Two of the four ‘vocal tunes’ have passages that are not so much sung, as delivered nearly spoken-word. Title track ‘Vibrato’ reflects to ‘The Second Loudest Guitar In The World’ or ‘Better Chords’: again Gilbert sings the praises of the electric guitar. ‘Bivalve Blues’ moves forward, with very workable vocals: they’ll translate most easily to any live setting. For those of you who are used to listening to Gilbert through live performance, it’s a wonderful offering. The bluesy guitar smolders throughout. Plenty of Holdsworth / DiMeola ‘fast runs’ delight our ears, and contrast with the overall slow tempo.

There’s no classical music present, which could be ‘a first’ for Gilbert’s releases: all of which have featured one classical tune or passage in the past. Dave Brubeck’s ‘Blue Rondo A La Turk’ serves in it’s place. It takes a very creative mind to listen to a straight West Coast jazz tune and realize it will translate well to a ‘blues rock’ context with electric guitar serving one of the lead instrument roles. This rollicking interpretation has to be one of the crown jewels of the album. Gilbert’s affectation with precipitation (from ‘Will My Screen Door Stop Neptune’ and ‘Don’t Rain On My Firewood’) continues with ‘Rain And Thunder And Lightning’. Listen for Lang’s evocation of raindrops striking a windowpane with cymbal accents, or both Gilbert’s clever use of cadences to bring to mind a gentle California summer storm. ‘The Pronghorn’ evokes a traveling herd on the prairie. It’s dainty careful steps and a carefree, relaxed time are interspersed with playful jaunts, a searing guitar solo over a classic ‘rock’ progression, and a thundering stampede at the end.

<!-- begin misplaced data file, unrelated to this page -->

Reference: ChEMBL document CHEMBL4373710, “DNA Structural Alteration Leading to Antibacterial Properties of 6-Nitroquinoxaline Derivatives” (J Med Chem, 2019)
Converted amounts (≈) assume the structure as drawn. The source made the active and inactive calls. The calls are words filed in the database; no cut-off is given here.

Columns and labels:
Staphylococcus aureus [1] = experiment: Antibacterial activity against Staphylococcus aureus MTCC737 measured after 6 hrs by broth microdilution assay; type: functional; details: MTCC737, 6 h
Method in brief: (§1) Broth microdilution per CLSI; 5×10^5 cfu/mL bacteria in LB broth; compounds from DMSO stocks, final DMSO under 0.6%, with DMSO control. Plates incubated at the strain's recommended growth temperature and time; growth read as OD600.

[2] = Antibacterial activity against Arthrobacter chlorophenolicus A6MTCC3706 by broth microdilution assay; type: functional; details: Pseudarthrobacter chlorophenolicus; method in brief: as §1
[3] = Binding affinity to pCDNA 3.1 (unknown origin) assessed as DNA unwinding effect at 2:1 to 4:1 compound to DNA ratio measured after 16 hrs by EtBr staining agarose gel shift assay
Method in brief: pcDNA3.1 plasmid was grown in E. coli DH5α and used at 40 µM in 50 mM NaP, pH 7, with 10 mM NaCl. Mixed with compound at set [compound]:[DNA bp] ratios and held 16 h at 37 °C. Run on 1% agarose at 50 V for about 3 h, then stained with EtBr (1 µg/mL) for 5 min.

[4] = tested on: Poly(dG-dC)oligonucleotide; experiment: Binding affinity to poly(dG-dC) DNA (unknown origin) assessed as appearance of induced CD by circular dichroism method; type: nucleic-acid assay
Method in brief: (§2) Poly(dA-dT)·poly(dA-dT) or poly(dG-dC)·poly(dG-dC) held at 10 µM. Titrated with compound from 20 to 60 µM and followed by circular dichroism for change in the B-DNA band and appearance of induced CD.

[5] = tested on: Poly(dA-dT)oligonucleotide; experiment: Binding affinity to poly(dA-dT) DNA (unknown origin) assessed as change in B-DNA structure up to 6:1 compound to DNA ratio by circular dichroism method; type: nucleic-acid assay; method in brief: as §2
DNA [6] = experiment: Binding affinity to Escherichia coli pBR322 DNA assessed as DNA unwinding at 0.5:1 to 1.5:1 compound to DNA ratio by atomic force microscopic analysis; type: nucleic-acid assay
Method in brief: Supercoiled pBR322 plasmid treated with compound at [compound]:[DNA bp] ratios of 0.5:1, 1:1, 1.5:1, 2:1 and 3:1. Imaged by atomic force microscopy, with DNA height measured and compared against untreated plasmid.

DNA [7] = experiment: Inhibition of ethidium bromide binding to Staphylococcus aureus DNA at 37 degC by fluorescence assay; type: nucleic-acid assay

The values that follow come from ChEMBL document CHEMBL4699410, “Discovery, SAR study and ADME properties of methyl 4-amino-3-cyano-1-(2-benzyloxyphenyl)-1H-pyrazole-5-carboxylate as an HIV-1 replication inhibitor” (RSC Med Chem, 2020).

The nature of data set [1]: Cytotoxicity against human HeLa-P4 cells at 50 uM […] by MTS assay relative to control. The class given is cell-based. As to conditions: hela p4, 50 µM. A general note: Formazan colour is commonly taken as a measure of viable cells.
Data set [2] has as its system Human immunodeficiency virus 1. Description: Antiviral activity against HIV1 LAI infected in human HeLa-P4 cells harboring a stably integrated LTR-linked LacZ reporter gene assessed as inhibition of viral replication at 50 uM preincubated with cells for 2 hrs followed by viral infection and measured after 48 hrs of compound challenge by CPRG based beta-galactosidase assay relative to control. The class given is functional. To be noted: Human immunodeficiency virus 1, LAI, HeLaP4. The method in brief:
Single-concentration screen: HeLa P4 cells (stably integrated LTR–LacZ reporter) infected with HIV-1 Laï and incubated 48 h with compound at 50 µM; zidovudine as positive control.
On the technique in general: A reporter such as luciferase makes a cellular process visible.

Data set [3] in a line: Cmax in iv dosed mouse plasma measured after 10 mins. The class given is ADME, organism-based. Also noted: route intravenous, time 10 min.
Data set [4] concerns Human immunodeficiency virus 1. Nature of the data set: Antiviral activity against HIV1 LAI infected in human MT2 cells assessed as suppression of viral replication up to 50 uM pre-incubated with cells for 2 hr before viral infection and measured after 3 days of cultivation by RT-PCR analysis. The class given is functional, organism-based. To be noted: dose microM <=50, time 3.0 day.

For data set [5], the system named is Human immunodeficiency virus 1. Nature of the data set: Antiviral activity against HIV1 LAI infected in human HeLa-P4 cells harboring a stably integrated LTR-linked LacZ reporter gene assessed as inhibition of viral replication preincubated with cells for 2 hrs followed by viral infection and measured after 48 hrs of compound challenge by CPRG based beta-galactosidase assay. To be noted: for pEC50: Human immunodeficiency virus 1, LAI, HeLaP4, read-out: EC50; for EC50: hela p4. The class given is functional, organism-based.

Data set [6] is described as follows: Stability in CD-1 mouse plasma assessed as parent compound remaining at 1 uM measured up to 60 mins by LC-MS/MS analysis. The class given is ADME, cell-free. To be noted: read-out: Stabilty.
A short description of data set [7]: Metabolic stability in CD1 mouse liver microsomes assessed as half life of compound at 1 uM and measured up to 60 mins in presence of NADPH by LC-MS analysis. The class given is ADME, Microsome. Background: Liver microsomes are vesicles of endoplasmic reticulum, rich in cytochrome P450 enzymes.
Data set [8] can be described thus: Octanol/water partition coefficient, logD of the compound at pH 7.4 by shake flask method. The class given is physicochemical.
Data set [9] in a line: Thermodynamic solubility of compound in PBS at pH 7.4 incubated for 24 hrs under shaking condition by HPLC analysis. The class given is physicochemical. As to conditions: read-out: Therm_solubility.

The guitar-driven, keyboard-less live tunes at the end of the album seem to serve two purposes: they re-engage anyone who’s lost their way, and they ‘energize’ the entire album. There’s no need to be in a special mellow mood to ‘dig it’ – ‘it’s only rock and roll, and I like it’. The trio of rock tunes require no ‘jazz level’ sophistication to enjoy. They are a lasting testament to the fantastic live audio mixing by ‘Ace’ Baker. The interplay between Gilbert and second guitarist Tony Spinner in the final songs is pure aural delight. ‘I Want To Be Loved’ morphing in to the fast AC/DC instrumental morphing in to the blazing, inspired, intense guitar solo is a real surprise and the barn-burner of the album. Anyone who needs to hear Paul ‘at speed’ needs to check out ‘the second half’ of that tune to be assured of his prowess. As the grand finale, Gilbert reminds us of his power of engagement.

I don’t know if this is a trend or not, but the CD arrived, packaged in a tri-fold cardboard sleeve with a plastic CD insert glued to one of the folds. There is no jewel case. Lyrics were posted online as a downloadable postscript, due to graphics design and printing deadlines. The printing, while crisp, is done with inks similar to many color catalogs. If you’ve touched anything even remotely oily, DO NOT pick this CD case up without washing your hands, or you will ruin the covers by ‘fingerprinting’ the covers and smearing the print. Due to that (uncased/unprotected art), the ready availability of high quality cover art online, and the lack of lyrics or liner notes, if all you need is new good tunes, I’d say this album is equally good when purchased as a digital download vs. a physical product.